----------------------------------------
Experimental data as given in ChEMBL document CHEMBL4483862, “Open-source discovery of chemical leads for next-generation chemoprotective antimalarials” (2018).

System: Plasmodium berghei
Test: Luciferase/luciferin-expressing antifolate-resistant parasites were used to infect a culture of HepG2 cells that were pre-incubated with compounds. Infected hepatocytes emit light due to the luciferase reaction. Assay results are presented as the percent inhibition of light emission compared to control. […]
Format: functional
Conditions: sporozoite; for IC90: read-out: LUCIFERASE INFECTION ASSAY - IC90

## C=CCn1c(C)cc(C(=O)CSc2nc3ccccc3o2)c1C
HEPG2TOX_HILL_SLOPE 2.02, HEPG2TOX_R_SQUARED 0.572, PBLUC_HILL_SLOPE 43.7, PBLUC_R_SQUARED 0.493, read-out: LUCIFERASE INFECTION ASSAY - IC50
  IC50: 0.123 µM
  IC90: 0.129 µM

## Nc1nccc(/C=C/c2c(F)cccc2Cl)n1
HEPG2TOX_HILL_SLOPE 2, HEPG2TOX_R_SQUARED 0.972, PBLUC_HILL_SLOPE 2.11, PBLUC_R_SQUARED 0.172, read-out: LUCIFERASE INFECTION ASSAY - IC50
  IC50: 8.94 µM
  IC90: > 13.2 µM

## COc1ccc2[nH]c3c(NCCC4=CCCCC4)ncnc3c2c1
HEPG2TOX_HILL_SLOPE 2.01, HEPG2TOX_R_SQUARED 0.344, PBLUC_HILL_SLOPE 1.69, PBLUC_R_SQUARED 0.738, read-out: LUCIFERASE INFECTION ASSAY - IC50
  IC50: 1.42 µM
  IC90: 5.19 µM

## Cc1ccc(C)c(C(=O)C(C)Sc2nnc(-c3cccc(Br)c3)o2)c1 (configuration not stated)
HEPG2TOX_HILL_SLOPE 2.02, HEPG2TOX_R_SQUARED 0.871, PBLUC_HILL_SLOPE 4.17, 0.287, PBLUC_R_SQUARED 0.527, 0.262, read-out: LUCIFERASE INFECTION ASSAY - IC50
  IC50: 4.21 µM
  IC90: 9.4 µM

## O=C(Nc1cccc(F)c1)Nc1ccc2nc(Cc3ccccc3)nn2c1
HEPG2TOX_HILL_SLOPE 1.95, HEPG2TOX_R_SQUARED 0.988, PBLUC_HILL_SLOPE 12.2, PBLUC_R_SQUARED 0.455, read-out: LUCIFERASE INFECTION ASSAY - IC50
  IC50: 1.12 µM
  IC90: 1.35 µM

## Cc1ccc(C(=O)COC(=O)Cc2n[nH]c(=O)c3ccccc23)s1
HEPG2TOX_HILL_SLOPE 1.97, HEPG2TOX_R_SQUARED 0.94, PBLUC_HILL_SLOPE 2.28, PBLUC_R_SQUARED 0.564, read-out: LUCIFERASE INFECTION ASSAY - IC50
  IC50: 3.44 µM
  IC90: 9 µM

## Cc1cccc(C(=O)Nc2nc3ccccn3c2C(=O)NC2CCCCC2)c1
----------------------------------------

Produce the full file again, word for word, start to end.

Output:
Experimental data as given in ChEMBL document CHEMBL4483862, “Open-source discovery of chemical leads for next-generation chemoprotective antimalarials” (2018).

System: Plasmodium berghei
Test: Luciferase/luciferin-expressing antifolate-resistant parasites were used to infect a culture of HepG2 cells that were pre-incubated with compounds. Infected hepatocytes emit light due to the luciferase reaction. Assay results are presented as the percent inhibition of light emission compared to control. […]
Format: functional
Conditions: sporozoite; for IC90: read-out: LUCIFERASE INFECTION ASSAY - IC90

## C=CCn1c(C)cc(C(=O)CSc2nc3ccccc3o2)c1C
HEPG2TOX_HILL_SLOPE 2.02, HEPG2TOX_R_SQUARED 0.572, PBLUC_HILL_SLOPE 43.7, PBLUC_R_SQUARED 0.493, read-out: LUCIFERASE INFECTION ASSAY - IC50
  IC50: 0.123 µM
  IC90: 0.129 µM

## Nc1nccc(/C=C/c2c(F)cccc2Cl)n1
HEPG2TOX_HILL_SLOPE 2, HEPG2TOX_R_SQUARED 0.972, PBLUC_HILL_SLOPE 2.11, PBLUC_R_SQUARED 0.172, read-out: LUCIFERASE INFECTION ASSAY - IC50
  IC50: 8.94 µM
  IC90: > 13.2 µM

## COc1ccc2[nH]c3c(NCCC4=CCCCC4)ncnc3c2c1
HEPG2TOX_HILL_SLOPE 2.01, HEPG2TOX_R_SQUARED 0.344, PBLUC_HILL_SLOPE 1.69, PBLUC_R_SQUARED 0.738, read-out: LUCIFERASE INFECTION ASSAY - IC50
  IC50: 1.42 µM
  IC90: 5.19 µM

## Cc1ccc(C)c(C(=O)C(C)Sc2nnc(-c3cccc(Br)c3)o2)c1 (configuration not stated)
HEPG2TOX_HILL_SLOPE 2.02, HEPG2TOX_R_SQUARED 0.871, PBLUC_HILL_SLOPE 4.17, 0.287, PBLUC_R_SQUARED 0.527, 0.262, read-out: LUCIFERASE INFECTION ASSAY - IC50
  IC50: 4.21 µM
  IC90: 9.4 µM

## O=C(Nc1cccc(F)c1)Nc1ccc2nc(Cc3ccccc3)nn2c1
HEPG2TOX_HILL_SLOPE 1.95, HEPG2TOX_R_SQUARED 0.988, PBLUC_HILL_SLOPE 12.2, PBLUC_R_SQUARED 0.455, read-out: LUCIFERASE INFECTION ASSAY - IC50
  IC50: 1.12 µM
  IC90: 1.35 µM

## Cc1ccc(C(=O)COC(=O)Cc2n[nH]c(=O)c3ccccc23)s1
HEPG2TOX_HILL_SLOPE 1.97, HEPG2TOX_R_SQUARED 0.94, PBLUC_HILL_SLOPE 2.28, PBLUC_R_SQUARED 0.564, read-out: LUCIFERASE INFECTION ASSAY - IC50
  IC50: 3.44 µM
  IC90: 9 µM

## Cc1cccc(C(=O)Nc2nc3ccccn3c2C(=O)NC2CCCCC2)c1